On this podcast http://www.econtalk.org/archives/2011/01/boudreaux_on_mo.html Don Boudreaux makes the best argument I've heard in defense of the Fed's monetary policy since 2008 (ironic, since he is anything but a friend of the Fed), at least if you think like the typical economist.
He asks what the difference is between changing the rate of inflation from say, 14% to 4% is from changing it from 3% to 0%.
It could be argued that at 4% inflation real wages were gradually pushed down whereas at 0% they aren't, but all things considered his point stands up very well so long as you are focusing on inflation.
If you look at NGDP however, this question can be easily answered. The Fed hasn't allowed NGDP to adequately grow. Compare the early 80's with the late 00's for example.
Looking at it like this it's pretty obvious that money was tighter in the Great Recession than in the early 80's.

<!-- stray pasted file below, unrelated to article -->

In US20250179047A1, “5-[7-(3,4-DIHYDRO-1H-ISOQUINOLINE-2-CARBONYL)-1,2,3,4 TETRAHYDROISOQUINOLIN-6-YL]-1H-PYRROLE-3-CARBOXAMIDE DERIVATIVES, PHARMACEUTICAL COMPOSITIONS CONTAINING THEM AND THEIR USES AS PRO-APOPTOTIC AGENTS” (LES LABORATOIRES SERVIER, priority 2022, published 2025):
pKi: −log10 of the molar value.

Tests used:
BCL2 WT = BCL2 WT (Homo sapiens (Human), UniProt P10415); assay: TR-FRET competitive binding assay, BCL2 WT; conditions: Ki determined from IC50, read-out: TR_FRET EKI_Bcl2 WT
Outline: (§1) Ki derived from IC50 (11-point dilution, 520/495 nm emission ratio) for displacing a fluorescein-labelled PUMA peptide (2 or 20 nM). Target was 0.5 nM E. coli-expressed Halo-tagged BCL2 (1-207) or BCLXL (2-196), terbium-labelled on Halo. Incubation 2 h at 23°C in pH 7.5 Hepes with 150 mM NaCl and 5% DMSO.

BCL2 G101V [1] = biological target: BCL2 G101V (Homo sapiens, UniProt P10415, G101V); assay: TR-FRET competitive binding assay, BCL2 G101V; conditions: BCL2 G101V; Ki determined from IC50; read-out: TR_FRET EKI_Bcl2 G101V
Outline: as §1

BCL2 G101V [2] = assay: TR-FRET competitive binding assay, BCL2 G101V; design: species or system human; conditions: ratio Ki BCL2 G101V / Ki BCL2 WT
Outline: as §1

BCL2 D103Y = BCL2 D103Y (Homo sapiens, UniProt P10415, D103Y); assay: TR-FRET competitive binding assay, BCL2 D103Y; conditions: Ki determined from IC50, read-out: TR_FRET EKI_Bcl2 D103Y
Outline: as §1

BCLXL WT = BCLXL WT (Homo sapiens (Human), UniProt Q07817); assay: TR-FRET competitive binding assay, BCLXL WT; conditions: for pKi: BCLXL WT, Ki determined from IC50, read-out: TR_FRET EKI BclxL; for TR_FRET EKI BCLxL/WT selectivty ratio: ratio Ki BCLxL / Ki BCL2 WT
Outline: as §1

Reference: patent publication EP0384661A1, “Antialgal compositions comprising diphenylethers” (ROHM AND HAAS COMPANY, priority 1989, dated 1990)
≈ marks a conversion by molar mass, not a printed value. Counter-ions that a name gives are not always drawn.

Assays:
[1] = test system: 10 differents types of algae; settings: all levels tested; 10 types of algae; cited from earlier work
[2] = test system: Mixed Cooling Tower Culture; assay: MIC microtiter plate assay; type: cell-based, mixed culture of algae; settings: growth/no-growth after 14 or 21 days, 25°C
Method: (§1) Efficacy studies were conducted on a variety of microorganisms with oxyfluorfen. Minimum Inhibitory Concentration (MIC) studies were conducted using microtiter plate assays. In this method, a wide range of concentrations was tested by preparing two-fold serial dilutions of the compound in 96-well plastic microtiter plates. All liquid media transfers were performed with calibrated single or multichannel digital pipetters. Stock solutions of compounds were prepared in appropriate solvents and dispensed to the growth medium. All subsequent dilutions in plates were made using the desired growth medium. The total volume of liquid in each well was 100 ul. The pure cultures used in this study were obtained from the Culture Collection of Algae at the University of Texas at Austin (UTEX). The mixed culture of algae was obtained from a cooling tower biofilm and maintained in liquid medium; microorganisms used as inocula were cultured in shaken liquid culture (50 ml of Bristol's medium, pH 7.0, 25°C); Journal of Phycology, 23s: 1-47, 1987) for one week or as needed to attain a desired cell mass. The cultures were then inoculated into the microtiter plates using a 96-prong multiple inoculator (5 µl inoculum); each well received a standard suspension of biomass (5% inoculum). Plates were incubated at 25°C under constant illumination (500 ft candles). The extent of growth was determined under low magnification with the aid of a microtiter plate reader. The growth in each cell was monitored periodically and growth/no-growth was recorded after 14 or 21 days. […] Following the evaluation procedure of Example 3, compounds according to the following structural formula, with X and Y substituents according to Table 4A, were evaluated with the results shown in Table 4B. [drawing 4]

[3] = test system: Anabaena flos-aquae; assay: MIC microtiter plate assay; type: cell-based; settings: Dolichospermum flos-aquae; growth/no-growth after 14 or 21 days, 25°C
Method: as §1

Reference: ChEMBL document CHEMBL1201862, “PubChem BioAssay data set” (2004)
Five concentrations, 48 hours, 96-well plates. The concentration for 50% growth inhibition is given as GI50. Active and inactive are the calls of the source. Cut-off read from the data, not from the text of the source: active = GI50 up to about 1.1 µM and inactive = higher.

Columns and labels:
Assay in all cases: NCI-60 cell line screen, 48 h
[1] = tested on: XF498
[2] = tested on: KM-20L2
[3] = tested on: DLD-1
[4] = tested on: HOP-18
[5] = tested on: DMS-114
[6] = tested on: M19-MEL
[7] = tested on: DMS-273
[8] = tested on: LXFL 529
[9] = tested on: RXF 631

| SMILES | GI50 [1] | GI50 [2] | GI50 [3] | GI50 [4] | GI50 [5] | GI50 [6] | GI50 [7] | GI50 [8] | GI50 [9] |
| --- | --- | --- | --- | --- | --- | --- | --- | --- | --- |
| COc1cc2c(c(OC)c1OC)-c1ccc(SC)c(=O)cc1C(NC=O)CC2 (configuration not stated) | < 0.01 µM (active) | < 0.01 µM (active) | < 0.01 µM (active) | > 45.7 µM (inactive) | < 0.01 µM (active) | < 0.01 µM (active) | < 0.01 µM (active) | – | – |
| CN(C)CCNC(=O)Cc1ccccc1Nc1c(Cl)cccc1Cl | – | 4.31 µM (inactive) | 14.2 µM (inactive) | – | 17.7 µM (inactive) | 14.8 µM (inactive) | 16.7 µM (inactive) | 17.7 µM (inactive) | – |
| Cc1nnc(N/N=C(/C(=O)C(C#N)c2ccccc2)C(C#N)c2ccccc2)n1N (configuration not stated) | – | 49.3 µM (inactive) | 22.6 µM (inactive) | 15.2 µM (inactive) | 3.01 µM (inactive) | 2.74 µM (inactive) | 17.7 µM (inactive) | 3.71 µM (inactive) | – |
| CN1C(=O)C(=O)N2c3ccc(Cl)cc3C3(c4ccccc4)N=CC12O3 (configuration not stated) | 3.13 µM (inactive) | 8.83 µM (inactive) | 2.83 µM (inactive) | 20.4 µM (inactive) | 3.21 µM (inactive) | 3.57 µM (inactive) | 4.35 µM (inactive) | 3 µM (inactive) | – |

Boudreaux also makes the Austrian argument that inflation should be defined as an increase in the money supply as opposed to an increase in the price level. I've never really understood this. I suppose Austrians are implicitly trying to apply the negative associations people have with the word "inflation" to increases in the money supply, which Austrians don't like. But people don't care about the money supply, they care about inflation.
And what about the early to mid 90's, when the money supply fell and velocity rose? Will Austrians really admit that they thought this period was deflationary? If not, they are admitting that velocity matters. If velocity matters than the recent, massive decline in velocity merits an equally large increase in the money supply. If only the money supply matters then I guess they don't really believe that the supposed stock market bubble was caused by monetary policy, not in the way they define it anyway.
(Edit: Another obvious problem with lowering the inflation target is that we were in the midst of a financial crisis!)